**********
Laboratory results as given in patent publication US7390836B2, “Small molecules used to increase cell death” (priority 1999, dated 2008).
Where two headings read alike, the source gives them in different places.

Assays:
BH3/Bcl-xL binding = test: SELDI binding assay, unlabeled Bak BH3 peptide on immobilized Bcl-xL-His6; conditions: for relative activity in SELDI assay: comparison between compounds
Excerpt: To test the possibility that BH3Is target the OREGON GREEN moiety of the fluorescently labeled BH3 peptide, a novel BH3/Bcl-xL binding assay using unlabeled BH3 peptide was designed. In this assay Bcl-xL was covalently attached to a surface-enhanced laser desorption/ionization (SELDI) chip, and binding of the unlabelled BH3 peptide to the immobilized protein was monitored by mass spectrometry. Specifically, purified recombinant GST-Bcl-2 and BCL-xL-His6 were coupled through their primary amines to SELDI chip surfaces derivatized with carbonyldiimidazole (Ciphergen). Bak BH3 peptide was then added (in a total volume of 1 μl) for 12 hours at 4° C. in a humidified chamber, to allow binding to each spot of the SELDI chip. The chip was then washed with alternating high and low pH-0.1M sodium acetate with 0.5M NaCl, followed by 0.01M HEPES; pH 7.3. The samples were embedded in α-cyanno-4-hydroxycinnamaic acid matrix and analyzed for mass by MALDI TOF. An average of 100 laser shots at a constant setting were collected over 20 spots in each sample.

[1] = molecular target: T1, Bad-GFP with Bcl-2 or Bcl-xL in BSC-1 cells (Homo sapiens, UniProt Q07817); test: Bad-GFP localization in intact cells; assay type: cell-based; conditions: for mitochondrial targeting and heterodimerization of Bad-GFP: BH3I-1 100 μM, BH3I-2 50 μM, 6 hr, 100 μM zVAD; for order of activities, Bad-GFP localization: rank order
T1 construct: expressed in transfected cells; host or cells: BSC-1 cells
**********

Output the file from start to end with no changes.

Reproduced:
Laboratory results as given in patent publication US7390836B2, “Small molecules used to increase cell death” (priority 1999, dated 2008).
Where two headings read alike, the source gives them in different places.

Assays:
BH3/Bcl-xL binding = test: SELDI binding assay, unlabeled Bak BH3 peptide on immobilized Bcl-xL-His6; conditions: for relative activity in SELDI assay: comparison between compounds
Excerpt: To test the possibility that BH3Is target the OREGON GREEN moiety of the fluorescently labeled BH3 peptide, a novel BH3/Bcl-xL binding assay using unlabeled BH3 peptide was designed. In this assay Bcl-xL was covalently attached to a surface-enhanced laser desorption/ionization (SELDI) chip, and binding of the unlabelled BH3 peptide to the immobilized protein was monitored by mass spectrometry. Specifically, purified recombinant GST-Bcl-2 and BCL-xL-His6 were coupled through their primary amines to SELDI chip surfaces derivatized with carbonyldiimidazole (Ciphergen). Bak BH3 peptide was then added (in a total volume of 1 μl) for 12 hours at 4° C. in a humidified chamber, to allow binding to each spot of the SELDI chip. The chip was then washed with alternating high and low pH-0.1M sodium acetate with 0.5M NaCl, followed by 0.01M HEPES; pH 7.3. The samples were embedded in α-cyanno-4-hydroxycinnamaic acid matrix and analyzed for mass by MALDI TOF. An average of 100 laser shots at a constant setting were collected over 20 spots in each sample.

[1] = molecular target: T1, Bad-GFP with Bcl-2 or Bcl-xL in BSC-1 cells (Homo sapiens, UniProt Q07817); test: Bad-GFP localization in intact cells; assay type: cell-based; conditions: for mitochondrial targeting and heterodimerization of Bad-GFP: BH3I-1 100 μM, BH3I-2 50 μM, 6 hr, 100 μM zVAD; for order of activities, Bad-GFP localization: rank order
T1 construct: expressed in transfected cells; host or cells: BSC-1 cells